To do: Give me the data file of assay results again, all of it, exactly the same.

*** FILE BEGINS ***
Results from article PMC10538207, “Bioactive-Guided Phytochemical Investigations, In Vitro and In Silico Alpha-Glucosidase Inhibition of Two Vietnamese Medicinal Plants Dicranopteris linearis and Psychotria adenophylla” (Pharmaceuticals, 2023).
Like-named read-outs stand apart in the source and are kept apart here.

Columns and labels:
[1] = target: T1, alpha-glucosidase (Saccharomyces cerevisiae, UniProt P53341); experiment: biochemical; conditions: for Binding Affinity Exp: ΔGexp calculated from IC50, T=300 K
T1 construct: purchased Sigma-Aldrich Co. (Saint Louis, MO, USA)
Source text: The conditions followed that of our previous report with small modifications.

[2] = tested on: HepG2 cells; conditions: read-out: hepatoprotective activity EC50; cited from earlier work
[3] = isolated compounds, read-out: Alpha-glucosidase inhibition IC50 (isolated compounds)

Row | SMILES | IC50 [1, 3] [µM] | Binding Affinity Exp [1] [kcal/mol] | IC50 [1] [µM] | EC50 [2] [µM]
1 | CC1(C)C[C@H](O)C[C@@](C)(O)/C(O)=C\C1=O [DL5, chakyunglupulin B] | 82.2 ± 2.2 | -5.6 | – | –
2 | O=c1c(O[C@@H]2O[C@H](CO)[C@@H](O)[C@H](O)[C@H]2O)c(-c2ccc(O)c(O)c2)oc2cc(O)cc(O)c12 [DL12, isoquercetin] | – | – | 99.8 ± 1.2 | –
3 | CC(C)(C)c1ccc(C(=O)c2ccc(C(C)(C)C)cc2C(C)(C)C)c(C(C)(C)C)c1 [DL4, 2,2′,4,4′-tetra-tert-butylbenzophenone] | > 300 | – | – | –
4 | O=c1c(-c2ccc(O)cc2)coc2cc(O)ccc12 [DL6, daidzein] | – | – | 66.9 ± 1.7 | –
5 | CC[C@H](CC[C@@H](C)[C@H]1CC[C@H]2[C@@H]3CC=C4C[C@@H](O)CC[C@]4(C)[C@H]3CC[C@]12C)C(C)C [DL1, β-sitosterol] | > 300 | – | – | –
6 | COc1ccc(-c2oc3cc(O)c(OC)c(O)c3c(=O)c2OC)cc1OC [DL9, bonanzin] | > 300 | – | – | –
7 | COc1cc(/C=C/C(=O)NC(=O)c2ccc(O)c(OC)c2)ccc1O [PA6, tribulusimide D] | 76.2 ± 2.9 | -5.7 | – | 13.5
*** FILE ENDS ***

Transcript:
Results from article PMC10538207, “Bioactive-Guided Phytochemical Investigations, In Vitro and In Silico Alpha-Glucosidase Inhibition of Two Vietnamese Medicinal Plants Dicranopteris linearis and Psychotria adenophylla” (Pharmaceuticals, 2023).
Like-named read-outs stand apart in the source and are kept apart here.

Columns and labels:
[1] = target: T1, alpha-glucosidase (Saccharomyces cerevisiae, UniProt P53341); experiment: biochemical; conditions: for Binding Affinity Exp: ΔGexp calculated from IC50, T=300 K
T1 construct: purchased Sigma-Aldrich Co. (Saint Louis, MO, USA)
Source text: The conditions followed that of our previous report with small modifications.

[2] = tested on: HepG2 cells; conditions: read-out: hepatoprotective activity EC50; cited from earlier work
[3] = isolated compounds, read-out: Alpha-glucosidase inhibition IC50 (isolated compounds)

Row | SMILES | IC50 [1, 3] [µM] | Binding Affinity Exp [1] [kcal/mol] | IC50 [1] [µM] | EC50 [2] [µM]
1 | CC1(C)C[C@H](O)C[C@@](C)(O)/C(O)=C\C1=O [DL5, chakyunglupulin B] | 82.2 ± 2.2 | -5.6 | – | –
2 | O=c1c(O[C@@H]2O[C@H](CO)[C@@H](O)[C@H](O)[C@H]2O)c(-c2ccc(O)c(O)c2)oc2cc(O)cc(O)c12 [DL12, isoquercetin] | – | – | 99.8 ± 1.2 | –
3 | CC(C)(C)c1ccc(C(=O)c2ccc(C(C)(C)C)cc2C(C)(C)C)c(C(C)(C)C)c1 [DL4, 2,2′,4,4′-tetra-tert-butylbenzophenone] | > 300 | – | – | –
4 | O=c1c(-c2ccc(O)cc2)coc2cc(O)ccc12 [DL6, daidzein] | – | – | 66.9 ± 1.7 | –
5 | CC[C@H](CC[C@@H](C)[C@H]1CC[C@H]2[C@@H]3CC=C4C[C@@H](O)CC[C@]4(C)[C@H]3CC[C@]12C)C(C)C [DL1, β-sitosterol] | > 300 | – | – | –
6 | COc1ccc(-c2oc3cc(O)c(OC)c(O)c3c(=O)c2OC)cc1OC [DL9, bonanzin] | > 300 | – | – | –
7 | COc1cc(/C=C/C(=O)NC(=O)c2ccc(O)c(OC)c2)ccc1O [PA6, tribulusimide D] | 76.2 ± 2.9 | -5.7 | – | 13.5